Following our observations the mission had identified a number of areas in which there is much needed improvement to ensure that some progress is made towards assuring the basic human rights of the Ahmadi community in Pakistan.
Clearly little progress can be made whilst the mindset remains highly charged with an “overzealous” outlook which is based on violence. It is equally clear that until more liberal and sensible politicians pool together their strength and find the political will required to resist the pressure from the fanatical elements in the orthodox clergy headway cannot be made.
Whilst training and encouragement may treat some of the dystopiac symptoms of the country only an abatement of the sources of the funding for madrassas and long term investment in secularisation and freely available state education to remove the core reasons that make individuals become radicalised will alleviate the propagation of the fundamentalist thinking and eradicate the terrorism that plagues the nation.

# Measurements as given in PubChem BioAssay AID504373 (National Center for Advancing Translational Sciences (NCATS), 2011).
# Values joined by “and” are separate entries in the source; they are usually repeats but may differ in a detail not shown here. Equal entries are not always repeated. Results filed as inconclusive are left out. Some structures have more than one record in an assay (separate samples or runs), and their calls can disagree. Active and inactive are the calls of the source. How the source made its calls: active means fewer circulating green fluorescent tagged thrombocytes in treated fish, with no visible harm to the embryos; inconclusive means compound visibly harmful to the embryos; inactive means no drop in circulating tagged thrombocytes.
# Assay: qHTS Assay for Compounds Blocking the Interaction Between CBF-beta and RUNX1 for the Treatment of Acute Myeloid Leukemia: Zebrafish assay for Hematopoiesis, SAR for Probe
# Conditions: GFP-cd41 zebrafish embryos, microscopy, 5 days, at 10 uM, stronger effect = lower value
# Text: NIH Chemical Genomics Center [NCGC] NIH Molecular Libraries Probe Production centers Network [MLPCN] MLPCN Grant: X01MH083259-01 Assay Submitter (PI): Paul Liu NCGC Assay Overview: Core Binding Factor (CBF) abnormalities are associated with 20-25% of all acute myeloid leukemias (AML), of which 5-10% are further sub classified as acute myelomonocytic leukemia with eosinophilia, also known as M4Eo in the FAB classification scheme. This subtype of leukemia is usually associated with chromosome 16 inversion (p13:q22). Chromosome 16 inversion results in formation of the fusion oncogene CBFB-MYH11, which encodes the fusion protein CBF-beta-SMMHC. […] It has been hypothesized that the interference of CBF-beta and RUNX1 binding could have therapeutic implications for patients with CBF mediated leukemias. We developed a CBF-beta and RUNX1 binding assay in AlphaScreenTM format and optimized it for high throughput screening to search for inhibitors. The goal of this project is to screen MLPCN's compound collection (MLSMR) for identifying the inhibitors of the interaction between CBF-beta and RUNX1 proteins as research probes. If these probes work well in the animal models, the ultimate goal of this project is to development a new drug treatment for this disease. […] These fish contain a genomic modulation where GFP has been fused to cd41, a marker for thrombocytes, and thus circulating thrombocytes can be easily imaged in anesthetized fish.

Whilst we realise in today’s climate it is unlikely that a wholesale reform of the Blasphemy laws would be “unrealistic” we believe that failing short of that for the time being the Government should entertain at least the following measures so that the process of reform and modernisation can begin.
The global threat from terrorism and Islamic radicalisation closer to home as evidenced by the attack on the Parisian magazine Charlie Hebdo on 9 January 2015 and numerous incidents around the world will make it more pressing that the international community pays close attention to the need for urgent action to check the ever rising tide of fundamentalist ideology.
We have identified the following core essentials by way of long term and short term recommendations on the one hand to the state of Pakistan and on the other to the international community.